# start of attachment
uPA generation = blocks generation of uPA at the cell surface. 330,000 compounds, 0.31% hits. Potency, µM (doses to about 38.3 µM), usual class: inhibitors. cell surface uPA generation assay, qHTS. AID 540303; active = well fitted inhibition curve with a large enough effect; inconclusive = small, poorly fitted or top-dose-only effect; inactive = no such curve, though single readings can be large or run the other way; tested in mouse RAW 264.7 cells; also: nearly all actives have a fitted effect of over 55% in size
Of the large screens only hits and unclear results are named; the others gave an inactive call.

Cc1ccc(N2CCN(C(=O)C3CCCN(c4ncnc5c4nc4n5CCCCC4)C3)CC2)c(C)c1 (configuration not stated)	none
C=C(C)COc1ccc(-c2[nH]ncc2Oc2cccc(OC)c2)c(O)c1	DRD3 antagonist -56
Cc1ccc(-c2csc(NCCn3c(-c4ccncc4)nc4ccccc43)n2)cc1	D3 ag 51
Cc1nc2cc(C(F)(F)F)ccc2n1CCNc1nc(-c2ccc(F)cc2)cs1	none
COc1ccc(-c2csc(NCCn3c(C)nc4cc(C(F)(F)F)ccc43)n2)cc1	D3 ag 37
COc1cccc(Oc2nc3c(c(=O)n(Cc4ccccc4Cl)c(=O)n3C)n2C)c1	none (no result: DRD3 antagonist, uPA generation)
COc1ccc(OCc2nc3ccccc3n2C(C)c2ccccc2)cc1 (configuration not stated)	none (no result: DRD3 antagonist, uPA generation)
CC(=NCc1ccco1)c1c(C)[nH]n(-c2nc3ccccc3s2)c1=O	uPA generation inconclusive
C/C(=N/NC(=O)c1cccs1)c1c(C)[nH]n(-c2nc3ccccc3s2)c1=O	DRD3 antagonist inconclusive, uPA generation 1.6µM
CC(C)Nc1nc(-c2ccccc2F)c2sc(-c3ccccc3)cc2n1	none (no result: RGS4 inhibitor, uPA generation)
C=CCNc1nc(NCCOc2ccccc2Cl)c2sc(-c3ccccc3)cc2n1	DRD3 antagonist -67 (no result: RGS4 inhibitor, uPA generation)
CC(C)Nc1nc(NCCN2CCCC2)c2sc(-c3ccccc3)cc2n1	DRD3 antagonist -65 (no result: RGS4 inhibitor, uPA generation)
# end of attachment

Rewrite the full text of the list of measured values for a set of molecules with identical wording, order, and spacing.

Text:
uPA generation = blocks generation of uPA at the cell surface. 330,000 compounds, 0.31% hits. Potency, µM (doses to about 38.3 µM), usual class: inhibitors. cell surface uPA generation assay, qHTS. AID 540303; active = well fitted inhibition curve with a large enough effect; inconclusive = small, poorly fitted or top-dose-only effect; inactive = no such curve, though single readings can be large or run the other way; tested in mouse RAW 264.7 cells; also: nearly all actives have a fitted effect of over 55% in size
Of the large screens only hits and unclear results are named; the others gave an inactive call.

Cc1ccc(N2CCN(C(=O)C3CCCN(c4ncnc5c4nc4n5CCCCC4)C3)CC2)c(C)c1 (configuration not stated)	none
C=C(C)COc1ccc(-c2[nH]ncc2Oc2cccc(OC)c2)c(O)c1	DRD3 antagonist -56
Cc1ccc(-c2csc(NCCn3c(-c4ccncc4)nc4ccccc43)n2)cc1	D3 ag 51
Cc1nc2cc(C(F)(F)F)ccc2n1CCNc1nc(-c2ccc(F)cc2)cs1	none
COc1ccc(-c2csc(NCCn3c(C)nc4cc(C(F)(F)F)ccc43)n2)cc1	D3 ag 37
COc1cccc(Oc2nc3c(c(=O)n(Cc4ccccc4Cl)c(=O)n3C)n2C)c1	none (no result: DRD3 antagonist, uPA generation)
COc1ccc(OCc2nc3ccccc3n2C(C)c2ccccc2)cc1 (configuration not stated)	none (no result: DRD3 antagonist, uPA generation)
CC(=NCc1ccco1)c1c(C)[nH]n(-c2nc3ccccc3s2)c1=O	uPA generation inconclusive
C/C(=N/NC(=O)c1cccs1)c1c(C)[nH]n(-c2nc3ccccc3s2)c1=O	DRD3 antagonist inconclusive, uPA generation 1.6µM
CC(C)Nc1nc(-c2ccccc2F)c2sc(-c3ccccc3)cc2n1	none (no result: RGS4 inhibitor, uPA generation)
C=CCNc1nc(NCCOc2ccccc2Cl)c2sc(-c3ccccc3)cc2n1	DRD3 antagonist -67 (no result: RGS4 inhibitor, uPA generation)
CC(C)Nc1nc(NCCN2CCCC2)c2sc(-c3ccccc3)cc2n1	DRD3 antagonist -65 (no result: RGS4 inhibitor, uPA generation)